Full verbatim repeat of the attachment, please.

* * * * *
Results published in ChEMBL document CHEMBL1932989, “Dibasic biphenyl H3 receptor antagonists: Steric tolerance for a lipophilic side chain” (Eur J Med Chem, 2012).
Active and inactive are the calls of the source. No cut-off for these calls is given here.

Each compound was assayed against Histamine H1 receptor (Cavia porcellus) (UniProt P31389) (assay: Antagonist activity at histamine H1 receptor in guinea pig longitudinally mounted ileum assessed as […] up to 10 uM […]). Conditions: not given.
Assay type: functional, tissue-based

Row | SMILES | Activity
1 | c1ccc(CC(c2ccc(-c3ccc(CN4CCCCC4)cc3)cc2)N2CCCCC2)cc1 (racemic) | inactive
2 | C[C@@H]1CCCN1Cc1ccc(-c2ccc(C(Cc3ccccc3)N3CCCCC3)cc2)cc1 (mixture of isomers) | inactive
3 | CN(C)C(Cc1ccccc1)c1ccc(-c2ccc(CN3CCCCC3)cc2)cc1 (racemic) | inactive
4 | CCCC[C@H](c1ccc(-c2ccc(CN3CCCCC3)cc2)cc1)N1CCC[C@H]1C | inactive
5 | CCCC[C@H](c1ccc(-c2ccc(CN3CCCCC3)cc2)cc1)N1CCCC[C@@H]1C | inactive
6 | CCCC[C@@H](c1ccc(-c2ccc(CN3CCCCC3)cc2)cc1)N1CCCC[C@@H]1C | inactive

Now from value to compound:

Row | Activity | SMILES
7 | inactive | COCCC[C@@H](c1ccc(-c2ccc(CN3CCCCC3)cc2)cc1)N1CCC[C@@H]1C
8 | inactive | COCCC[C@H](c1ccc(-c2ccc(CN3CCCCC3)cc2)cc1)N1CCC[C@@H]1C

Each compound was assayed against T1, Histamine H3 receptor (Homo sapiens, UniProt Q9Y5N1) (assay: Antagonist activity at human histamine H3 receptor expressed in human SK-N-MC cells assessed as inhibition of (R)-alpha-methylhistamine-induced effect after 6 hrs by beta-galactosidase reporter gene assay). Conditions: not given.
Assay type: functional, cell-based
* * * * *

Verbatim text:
Results published in ChEMBL document CHEMBL1932989, “Dibasic biphenyl H3 receptor antagonists: Steric tolerance for a lipophilic side chain” (Eur J Med Chem, 2012).
Active and inactive are the calls of the source. No cut-off for these calls is given here.

Each compound was assayed against Histamine H1 receptor (Cavia porcellus) (UniProt P31389) (assay: Antagonist activity at histamine H1 receptor in guinea pig longitudinally mounted ileum assessed as […] up to 10 uM […]). Conditions: not given.
Assay type: functional, tissue-based

Row | SMILES | Activity
1 | c1ccc(CC(c2ccc(-c3ccc(CN4CCCCC4)cc3)cc2)N2CCCCC2)cc1 (racemic) | inactive
2 | C[C@@H]1CCCN1Cc1ccc(-c2ccc(C(Cc3ccccc3)N3CCCCC3)cc2)cc1 (mixture of isomers) | inactive
3 | CN(C)C(Cc1ccccc1)c1ccc(-c2ccc(CN3CCCCC3)cc2)cc1 (racemic) | inactive
4 | CCCC[C@H](c1ccc(-c2ccc(CN3CCCCC3)cc2)cc1)N1CCC[C@H]1C | inactive
5 | CCCC[C@H](c1ccc(-c2ccc(CN3CCCCC3)cc2)cc1)N1CCCC[C@@H]1C | inactive
6 | CCCC[C@@H](c1ccc(-c2ccc(CN3CCCCC3)cc2)cc1)N1CCCC[C@@H]1C | inactive

Now from value to compound:

Row | Activity | SMILES
7 | inactive | COCCC[C@@H](c1ccc(-c2ccc(CN3CCCCC3)cc2)cc1)N1CCC[C@@H]1C
8 | inactive | COCCC[C@H](c1ccc(-c2ccc(CN3CCCCC3)cc2)cc1)N1CCC[C@@H]1C

Each compound was assayed against T1, Histamine H3 receptor (Homo sapiens, UniProt Q9Y5N1) (assay: Antagonist activity at human histamine H3 receptor expressed in human SK-N-MC cells assessed as inhibition of (R)-alpha-methylhistamine-induced effect after 6 hrs by beta-galactosidase reporter gene assay). Conditions: not given.
Assay type: functional, cell-based